I’ve learned through trial and error that one 75-minute session provides relief (sometimes tremendous relief, as in experiencing a pain-free and spacious feeling around the TMJs), but it will probably not last.

That’s often the issue with bodywork: the soft tissues tend to revert toward their previous tension until we change that muscle tension pattern through timely repetition.

For longer-lasting relief, 5 sessions in 4-6 weeks with support for habit change and self-care homework can retrain the jaw muscles to lengthen and relax.

If jaw tension or pain resulting from jaw tension is your major complaint, and you’d like a sense of spaciousness in your TMJs (if you can even imagine how great that would feel), please seek a practitioner that works intraorally on the pterygoid muscles.

Click here to book a free 30-minute consultation. (My practice is in Austin, Texas, but we can meet on Zoom.)

Things that distinguish my work:

  • I work as gently as possible. Sometimes people feel therapeutic pain, as in “this hurts a little but it’s exactly what I need to relieve this tension”.
  • I never make any sudden moves.
  • My sessions start with full body alignment and end with deeply relaxing craniosacral therapy to help your system integrate the changes.
  • My referral partners include dentists, chiropractors, doctors, a Rolfer, acupuncturists, craniosacral therapists, Ayurveda practitioner, Somatic Experiencing practitioner, and many massage therapists.

I started a Facebook group, Word of Mouth: Resources for Jaw Pain/Dysfunction, for people who want to work on their jaw issues. You can ask questions and learn more there.

I hope this information helps you ask informed questions when choosing a practitioner to relieve your jaw tension and pain. 

Breathing and being breathed

I have been breathing since shortly after I was born, but I never really gave much thought to it until I started doing yoga a few decades ago, and there wasn’t much instruction. In fact, I was a mindless smoker for part of my younger, ignorant, addicted life.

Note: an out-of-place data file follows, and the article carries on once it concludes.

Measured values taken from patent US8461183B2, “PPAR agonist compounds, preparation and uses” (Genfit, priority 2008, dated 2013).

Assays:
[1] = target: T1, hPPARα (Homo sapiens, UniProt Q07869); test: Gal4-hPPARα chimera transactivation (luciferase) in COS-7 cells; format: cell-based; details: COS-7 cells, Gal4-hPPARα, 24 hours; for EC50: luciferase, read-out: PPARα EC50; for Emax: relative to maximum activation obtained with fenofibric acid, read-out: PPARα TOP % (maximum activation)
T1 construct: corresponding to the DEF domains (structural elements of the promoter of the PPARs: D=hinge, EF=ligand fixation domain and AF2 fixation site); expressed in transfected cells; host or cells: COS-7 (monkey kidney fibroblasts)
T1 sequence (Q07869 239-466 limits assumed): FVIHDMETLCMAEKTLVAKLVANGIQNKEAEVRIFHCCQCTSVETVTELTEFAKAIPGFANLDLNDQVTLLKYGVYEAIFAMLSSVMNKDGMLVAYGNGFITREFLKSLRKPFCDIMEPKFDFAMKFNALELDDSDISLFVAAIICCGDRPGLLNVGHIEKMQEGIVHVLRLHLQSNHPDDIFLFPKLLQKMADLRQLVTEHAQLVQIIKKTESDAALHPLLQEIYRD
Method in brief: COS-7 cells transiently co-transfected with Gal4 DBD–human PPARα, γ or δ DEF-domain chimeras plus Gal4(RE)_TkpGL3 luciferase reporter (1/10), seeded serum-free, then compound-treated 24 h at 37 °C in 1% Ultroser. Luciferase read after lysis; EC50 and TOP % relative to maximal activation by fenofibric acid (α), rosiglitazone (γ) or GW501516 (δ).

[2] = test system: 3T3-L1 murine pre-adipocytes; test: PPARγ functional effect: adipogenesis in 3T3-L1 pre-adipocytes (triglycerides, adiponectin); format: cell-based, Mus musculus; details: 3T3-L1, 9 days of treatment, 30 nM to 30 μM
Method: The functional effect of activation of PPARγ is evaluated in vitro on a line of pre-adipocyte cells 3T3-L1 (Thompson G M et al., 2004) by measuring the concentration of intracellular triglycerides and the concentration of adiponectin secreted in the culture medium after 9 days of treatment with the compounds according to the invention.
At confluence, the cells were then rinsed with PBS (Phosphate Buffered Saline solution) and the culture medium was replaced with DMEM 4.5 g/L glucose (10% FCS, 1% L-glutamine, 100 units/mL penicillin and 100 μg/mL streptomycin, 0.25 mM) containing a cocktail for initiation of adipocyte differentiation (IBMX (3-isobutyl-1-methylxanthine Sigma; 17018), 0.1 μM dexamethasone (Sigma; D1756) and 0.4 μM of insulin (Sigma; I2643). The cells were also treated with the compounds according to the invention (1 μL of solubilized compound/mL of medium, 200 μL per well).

Pranayama (breath work) is the 4th limb of yoga, right after asana (postures). A few of my yoga teachers have included pranayama techniques at the end of asana class. Awareness of where I feel my breath, feeling it down to my pubic bone, feeling it on the sides and back of my rib cage and in my lumbar area and between my shoulder blades, keeping my shoulders down, letting my diaphragm really expand downwards, moving the heart/lungs and liver/gallbladder/pancreas/stomach/spleen on either side of the diaphragm, increasing the movement of detoxifying lymph with each breath, being present with the energizing inhalation and the relaxing exhalation, noticing the pauses, noticing what happens in my chakras and in my whole being…

Some of the yogic breathing techniques that have stuck with me through the years are kapalabhati (breath of fire), a rapid bellows breathing that floods the body with cleansing, nourishing oxygen as well as increases motivation — and also prevents discomfort from my hiatal hernia, and nadi shodhana (alternate nostril breathing), calming and believed to balance the hemispheres of the brain.

Were you aware that throughout the day, one of your nostrils is more open than the other, and that they periodically switch sides?

Source: https://grimmly2007.blogspot.com/2015/02/krishnamacharyas-own-asana-and.html

I practice these two techniques every day along with a more modern technique, 4-7-8 breathing, that was taught to Dr. Andrew Weil by his mentor, Dr. Robert Fulford, an American cranial osteopath/shaman (Wikipedia describes him as a pioneer in alternative and energetic medicine) who obviously had studied pranayam.

Dr. Weil recommends doing no more than four rounds of 4-7-8 breathing daily for a couple of months to train the nervous system to quickly move into a relaxed state. I notice that the main times I need to use it are when I’m driving and I narrowly avoid hitting something or being hit.

Another practice that’s not a technique (at least that I’ve ever heard of) is something that occurs in meditation. I call it “being breathed”. It occurs after settling the body and calming the mind, paradoxically by using the breath to relax by lengthening exhalations.

As relaxation/parasympathetic dominance increases, a gradual detachment from controlling the breath allows it to shift to operate on its own, automatically — as it does naturally when we’re not paying attention.

When you notice that your breath has become automatic — you aren’t doing anything to it or with it — you’re simply allowing it to do its thing — breathing becomes completely passive, occurring on its own, and observing it doesn’t change it — that’s what I call being breathed.

There’s a kind of awesomeness to this experience. I wonder if this is what Shri Krishnamacharya, founder of modern yoga, may have been referring to when he said pranayama could result in samadhi.

Am I experiencing samadhi? I don’t know. There’s a sense of oneness and a subtle sense of bliss that permeates. Namaste, my friends.

So that’s my current practice, doing three techniques daily that take 5 minutes, plus meditating (10 minutes with Sam Harris’ Waking Up app, and usually a few more in silence, breathing equally through nose and mouth with my tongue on my palate behind my upper teeth, a Kum Nye technique).